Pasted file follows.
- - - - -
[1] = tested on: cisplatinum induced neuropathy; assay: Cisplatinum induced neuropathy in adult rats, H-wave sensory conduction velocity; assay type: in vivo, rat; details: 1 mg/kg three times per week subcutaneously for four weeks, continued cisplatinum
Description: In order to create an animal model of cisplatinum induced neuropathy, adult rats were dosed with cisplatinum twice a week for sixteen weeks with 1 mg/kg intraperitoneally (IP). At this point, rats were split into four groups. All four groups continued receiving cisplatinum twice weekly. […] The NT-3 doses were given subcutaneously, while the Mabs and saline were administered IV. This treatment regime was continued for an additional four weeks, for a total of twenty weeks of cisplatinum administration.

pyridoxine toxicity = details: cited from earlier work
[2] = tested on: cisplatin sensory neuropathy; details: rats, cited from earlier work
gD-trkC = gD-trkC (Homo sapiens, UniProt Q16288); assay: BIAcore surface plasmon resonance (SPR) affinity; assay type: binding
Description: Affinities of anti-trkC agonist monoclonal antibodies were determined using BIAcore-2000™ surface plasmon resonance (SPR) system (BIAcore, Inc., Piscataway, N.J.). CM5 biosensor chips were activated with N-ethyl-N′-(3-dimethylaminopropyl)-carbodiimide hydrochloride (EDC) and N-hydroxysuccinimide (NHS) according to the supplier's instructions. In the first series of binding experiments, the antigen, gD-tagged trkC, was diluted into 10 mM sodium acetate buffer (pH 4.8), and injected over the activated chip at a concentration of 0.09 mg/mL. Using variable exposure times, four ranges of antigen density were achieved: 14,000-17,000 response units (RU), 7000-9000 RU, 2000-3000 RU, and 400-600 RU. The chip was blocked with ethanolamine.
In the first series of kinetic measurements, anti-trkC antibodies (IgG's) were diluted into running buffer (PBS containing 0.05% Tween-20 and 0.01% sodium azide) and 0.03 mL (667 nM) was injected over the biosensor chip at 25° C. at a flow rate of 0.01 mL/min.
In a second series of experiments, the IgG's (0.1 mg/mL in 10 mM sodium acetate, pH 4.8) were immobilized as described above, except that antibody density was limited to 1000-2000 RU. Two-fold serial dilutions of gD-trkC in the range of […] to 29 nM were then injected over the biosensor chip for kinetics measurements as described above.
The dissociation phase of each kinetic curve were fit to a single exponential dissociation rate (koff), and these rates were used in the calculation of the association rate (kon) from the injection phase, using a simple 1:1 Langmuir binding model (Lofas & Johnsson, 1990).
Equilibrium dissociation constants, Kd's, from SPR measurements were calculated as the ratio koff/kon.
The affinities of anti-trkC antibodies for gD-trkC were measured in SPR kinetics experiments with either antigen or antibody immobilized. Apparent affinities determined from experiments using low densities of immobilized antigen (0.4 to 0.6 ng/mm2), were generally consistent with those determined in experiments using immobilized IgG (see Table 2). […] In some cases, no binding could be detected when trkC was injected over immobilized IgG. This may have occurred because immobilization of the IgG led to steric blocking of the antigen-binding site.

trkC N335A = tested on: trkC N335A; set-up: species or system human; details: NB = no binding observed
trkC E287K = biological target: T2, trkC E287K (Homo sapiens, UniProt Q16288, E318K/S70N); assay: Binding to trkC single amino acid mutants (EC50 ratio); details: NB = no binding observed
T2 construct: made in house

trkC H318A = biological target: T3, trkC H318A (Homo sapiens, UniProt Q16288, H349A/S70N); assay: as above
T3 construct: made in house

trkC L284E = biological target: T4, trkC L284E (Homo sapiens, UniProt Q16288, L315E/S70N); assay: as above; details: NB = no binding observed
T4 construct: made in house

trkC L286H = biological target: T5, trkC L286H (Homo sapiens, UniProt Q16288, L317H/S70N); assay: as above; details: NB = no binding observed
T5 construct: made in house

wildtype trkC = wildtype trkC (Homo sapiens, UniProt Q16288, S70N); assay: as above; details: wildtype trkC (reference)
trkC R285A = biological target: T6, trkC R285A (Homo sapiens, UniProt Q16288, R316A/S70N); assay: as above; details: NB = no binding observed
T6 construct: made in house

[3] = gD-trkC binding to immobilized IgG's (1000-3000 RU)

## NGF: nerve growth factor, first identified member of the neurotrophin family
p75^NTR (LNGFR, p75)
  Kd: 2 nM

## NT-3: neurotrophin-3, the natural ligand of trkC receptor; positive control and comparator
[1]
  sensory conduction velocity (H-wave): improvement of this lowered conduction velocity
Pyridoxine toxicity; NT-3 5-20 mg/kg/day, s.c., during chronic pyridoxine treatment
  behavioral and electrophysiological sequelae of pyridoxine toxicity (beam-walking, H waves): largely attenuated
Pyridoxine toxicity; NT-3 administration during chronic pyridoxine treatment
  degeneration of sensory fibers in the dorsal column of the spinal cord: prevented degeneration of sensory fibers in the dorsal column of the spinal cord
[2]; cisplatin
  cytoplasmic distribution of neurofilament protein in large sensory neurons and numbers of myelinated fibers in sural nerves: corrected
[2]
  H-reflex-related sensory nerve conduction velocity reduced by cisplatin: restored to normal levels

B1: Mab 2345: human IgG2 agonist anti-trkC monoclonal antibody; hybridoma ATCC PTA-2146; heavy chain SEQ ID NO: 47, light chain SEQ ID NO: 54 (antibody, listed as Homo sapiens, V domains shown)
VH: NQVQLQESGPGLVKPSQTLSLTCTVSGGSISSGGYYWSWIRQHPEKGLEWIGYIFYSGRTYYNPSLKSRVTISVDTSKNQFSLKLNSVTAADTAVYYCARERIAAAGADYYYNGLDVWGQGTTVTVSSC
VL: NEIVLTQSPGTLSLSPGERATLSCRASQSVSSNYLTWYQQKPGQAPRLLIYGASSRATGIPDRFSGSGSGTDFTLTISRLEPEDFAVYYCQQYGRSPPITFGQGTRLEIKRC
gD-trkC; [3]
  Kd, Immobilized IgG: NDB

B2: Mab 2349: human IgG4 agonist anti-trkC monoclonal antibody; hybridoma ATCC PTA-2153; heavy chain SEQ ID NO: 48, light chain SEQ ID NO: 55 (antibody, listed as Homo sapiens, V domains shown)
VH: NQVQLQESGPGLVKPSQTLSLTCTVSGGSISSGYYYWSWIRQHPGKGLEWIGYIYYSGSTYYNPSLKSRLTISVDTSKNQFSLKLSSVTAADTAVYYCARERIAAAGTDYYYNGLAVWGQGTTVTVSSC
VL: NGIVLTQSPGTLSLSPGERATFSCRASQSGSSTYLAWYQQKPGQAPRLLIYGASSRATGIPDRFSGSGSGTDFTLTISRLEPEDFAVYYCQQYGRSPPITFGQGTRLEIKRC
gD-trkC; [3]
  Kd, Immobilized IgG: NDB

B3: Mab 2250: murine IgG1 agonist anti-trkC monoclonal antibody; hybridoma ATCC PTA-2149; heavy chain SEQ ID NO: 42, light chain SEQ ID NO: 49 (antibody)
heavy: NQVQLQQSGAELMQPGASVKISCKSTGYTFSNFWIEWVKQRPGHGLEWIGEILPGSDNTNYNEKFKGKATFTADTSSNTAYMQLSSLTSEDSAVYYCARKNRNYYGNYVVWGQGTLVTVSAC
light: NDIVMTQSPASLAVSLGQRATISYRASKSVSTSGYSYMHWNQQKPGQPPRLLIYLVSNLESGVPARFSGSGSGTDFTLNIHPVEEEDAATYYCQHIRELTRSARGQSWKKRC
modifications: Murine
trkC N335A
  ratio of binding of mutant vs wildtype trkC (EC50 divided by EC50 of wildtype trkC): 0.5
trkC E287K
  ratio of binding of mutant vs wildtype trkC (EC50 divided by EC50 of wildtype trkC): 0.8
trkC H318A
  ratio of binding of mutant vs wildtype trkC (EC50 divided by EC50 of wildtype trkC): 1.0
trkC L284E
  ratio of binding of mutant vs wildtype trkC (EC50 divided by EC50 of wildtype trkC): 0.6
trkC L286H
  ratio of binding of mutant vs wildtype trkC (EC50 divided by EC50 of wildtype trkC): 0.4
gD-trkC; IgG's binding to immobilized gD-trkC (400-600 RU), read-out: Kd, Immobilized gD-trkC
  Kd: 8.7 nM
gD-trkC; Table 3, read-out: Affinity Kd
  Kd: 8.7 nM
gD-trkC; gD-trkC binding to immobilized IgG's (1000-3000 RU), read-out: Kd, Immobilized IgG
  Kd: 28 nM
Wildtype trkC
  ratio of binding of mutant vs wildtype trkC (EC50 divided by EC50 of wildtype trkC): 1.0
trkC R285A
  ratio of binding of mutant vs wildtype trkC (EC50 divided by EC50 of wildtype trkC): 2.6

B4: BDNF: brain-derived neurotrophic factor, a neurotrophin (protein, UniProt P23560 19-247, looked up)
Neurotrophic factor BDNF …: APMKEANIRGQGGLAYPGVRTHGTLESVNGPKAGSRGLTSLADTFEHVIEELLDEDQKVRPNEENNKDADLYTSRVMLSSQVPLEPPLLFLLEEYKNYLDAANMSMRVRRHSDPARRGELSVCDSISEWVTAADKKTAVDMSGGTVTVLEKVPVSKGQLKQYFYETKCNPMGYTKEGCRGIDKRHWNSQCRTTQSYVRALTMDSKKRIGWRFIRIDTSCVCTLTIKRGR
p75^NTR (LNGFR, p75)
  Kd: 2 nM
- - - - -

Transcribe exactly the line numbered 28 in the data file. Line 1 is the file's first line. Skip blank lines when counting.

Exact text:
## NT-3: neurotrophin-3, the natural ligand of trkC receptor; positive control and comparator